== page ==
The gray house spider, Badmuna longinqua, is a medium sized black and gray spider originally native to Australia. It has been introduced to New Zealand, South America, Europe, South Africa and the United States. Despite the reputation of Australian spiders, the grey house spider is harmless for humans and larger pets. Due to its secretive nature, it is rarely encountered by humans, even though their preferred habitat is inside people’s homes. In the United States, the largest populations of gray house spiders are found in California and Florida.
Gray House Spider Description
The gray house spider is a dark spider with relatively short legs. The cephalothorax (head) is almost black with some gray hairs while the oval-shaped abdomen is covered with gray hairs. The hairs on the abdomen look like gray spots on a black background with some lighter and some darker areas. The legs are black with black or dark gray bands.
The gray house spider is a medium-sized spider. Adult females reach a maximum body length of 0.6 inches (15 mm). As is true for most spiders, males are smaller and reach a maximum size of 0.45 inches (12 mm).
As their common name suggests, grey house spiders often build their webs inside human structures where they find moderate temperatures year-round. Females are believed to live for around two years and can spend their entire life on the same web – as opposed to many orb weavers who rebuild their large webs every single day.
Gray house spiders build disorderly and erratic webs around small cracks or other hiding places. The web contains a funnel that extends towards the hiding place surrounded by numerous strands of silk. These structures are called lace webs. The spider usually hides at the end of the funnel web during the day and emerges onto the web at night, waiting for small prey animals to pass by and getting stuck in the web.
Even though gray house spiders often live in houses, they are hardly ever seen due to their secretive nature.
Grey house spiders are timid spiders and usually remain well hidden throughout the day. Therefore, encounters with humans are rare and bites hardly ever occur. The spider’s first instinct is to escape rather than attack. In the rare cases in which a bite occurs, it is not known to cause harm to humans or larger pets.
Badumna longinqua scientific classification
- Kingdom: Animalia
- Phylum: Arthropoda
- Subphylum: Chelicerata
- Class: Arachnida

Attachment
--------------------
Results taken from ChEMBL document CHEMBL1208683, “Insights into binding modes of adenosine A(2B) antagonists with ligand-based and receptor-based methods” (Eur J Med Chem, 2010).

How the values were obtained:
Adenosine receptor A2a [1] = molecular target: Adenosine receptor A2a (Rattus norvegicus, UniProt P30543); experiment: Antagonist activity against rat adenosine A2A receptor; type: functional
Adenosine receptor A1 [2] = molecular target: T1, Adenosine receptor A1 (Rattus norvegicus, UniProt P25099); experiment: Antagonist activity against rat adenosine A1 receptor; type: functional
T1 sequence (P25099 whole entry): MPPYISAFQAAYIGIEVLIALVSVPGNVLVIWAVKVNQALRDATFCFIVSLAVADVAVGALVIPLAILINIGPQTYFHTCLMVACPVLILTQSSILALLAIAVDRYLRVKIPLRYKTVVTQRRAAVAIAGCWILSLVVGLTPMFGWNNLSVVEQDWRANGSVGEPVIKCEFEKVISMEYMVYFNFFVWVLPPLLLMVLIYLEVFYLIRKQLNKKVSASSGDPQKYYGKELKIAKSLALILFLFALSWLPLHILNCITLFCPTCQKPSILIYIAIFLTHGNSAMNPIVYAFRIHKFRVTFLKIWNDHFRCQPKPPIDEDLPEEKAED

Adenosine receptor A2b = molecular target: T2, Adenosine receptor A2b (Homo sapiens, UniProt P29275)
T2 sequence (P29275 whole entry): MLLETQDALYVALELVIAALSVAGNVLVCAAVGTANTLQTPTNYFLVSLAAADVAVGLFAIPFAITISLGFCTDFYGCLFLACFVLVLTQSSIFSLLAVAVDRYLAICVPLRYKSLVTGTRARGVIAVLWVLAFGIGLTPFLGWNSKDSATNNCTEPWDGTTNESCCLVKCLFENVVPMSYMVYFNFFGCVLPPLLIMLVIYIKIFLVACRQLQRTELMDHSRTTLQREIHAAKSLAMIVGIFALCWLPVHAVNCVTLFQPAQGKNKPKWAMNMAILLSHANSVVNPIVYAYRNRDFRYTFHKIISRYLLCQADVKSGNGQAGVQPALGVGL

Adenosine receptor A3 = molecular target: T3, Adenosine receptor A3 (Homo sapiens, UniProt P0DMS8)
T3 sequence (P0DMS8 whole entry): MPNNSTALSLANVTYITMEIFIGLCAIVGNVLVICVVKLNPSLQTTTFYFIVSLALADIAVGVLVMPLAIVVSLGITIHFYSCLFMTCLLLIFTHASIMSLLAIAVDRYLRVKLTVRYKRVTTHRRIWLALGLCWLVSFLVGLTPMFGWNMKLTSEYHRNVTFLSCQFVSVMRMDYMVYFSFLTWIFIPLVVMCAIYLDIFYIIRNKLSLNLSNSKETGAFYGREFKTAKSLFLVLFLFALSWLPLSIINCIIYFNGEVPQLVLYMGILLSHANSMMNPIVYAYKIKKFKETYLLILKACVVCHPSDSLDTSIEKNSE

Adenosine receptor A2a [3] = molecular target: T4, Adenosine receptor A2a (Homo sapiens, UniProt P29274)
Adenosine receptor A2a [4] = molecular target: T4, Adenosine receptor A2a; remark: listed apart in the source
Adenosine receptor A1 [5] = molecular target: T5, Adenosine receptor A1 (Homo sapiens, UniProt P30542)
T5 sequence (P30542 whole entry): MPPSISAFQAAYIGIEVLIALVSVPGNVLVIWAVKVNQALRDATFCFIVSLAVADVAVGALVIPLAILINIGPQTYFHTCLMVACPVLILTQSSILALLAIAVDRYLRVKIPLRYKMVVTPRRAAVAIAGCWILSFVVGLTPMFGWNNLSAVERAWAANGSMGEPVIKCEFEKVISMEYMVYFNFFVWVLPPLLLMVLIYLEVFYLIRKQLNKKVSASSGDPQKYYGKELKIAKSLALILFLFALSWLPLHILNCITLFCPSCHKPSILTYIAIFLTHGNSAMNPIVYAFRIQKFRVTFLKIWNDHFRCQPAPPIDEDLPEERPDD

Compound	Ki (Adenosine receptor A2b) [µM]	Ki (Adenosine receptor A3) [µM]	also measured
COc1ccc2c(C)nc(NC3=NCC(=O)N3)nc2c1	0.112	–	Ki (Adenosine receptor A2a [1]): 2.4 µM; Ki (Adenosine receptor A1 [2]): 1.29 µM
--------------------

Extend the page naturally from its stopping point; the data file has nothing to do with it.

- Order: Araneae
- Infraorder: Araneomorphae
- Family: Desidae
- Genus: Badumna
- Species: Badumna longinqua
Occasionally, the gray house spider is also referred to as the brown house spider.
Geographic Range of the gray house spider in the United States
In the United States, the gray house spider can be found along the West Coast (Oregon, Washington, California) as well as in Florida and Hawaii.
- Taxon details: World Spider Catalogue
- Binominal name from: Koch, 1867
- Nentwig, W.; Blick, T.; Gloor, D.; Hangii, A.; Kropf, C. “Badumna longinqua”. Universitaet Bern. Universitaet Bern.
- Ubick, D. (2005). Spiders of North America: An Identification Manual. New York , USA: American Arachnological Society.
9 thoughts on “Gray House Spider – Badumna Longinqua”
I have seen many of these spiders, they are quite large and seem to be all over my house. Sometimes they get in and I fear that the cats will try to eat them and get bit or get sick if they actually catch one. Their body is longer than 1/4″ and generally pretty close to 1/2″ when I find them, some larger than 1/2″ and generally shy.
Hi Gerry, could you please share your location to help with identification? Thanks!
Hi Gerry, assuming you are located in the Western U.S. or in Florida, this is most likely a gray house spider (Badumna longinqua): https://usaspiders.com/gray-house-spider-badumna-longinqua/
Size: < 2mm
Can't identify this very small spider. I'm finding them in the house after the house was empty for a few months. They don't seem to flee from an old man with a magnifying glass but sometimes retreat quickly into the bathroom sink drain. .
Hello Don, thanks for getting in touch! This looks like a wall spider (Oecobius sp.): https://bugguide.net/node/view/15155
We just moved into a new house in Eastern Washington. I’ve seen this type of spider several times and am hoping to get more info about it and how to get rid of them! It’s between the size of a nickel and quarter (legs included).
Hello Maggie, thanks for getting in touch! This is most likely a gray house spider (Badumna longinqua). They are an introduced species from Australia, common in the Pacific Northwest. It’s not a medically significant spider: https://usaspiders.com/gray-house-spider-badumna-longinqua/
This one hitched a ride back in a storage container from Arroyo Seco Campground near Greenfield, CA.
I placed it outside and it looks like it’s still hanging around, so I was able to get a better photo.
It seems to have slightly hairy striped legs, a mostly grey and brown body, and it seems to have two front legs and two back legs that are longer than the others. When it’s hiding, it scrunches all of its legs up front to back.
Hello, this is a gray house spider (Badumna longinqua):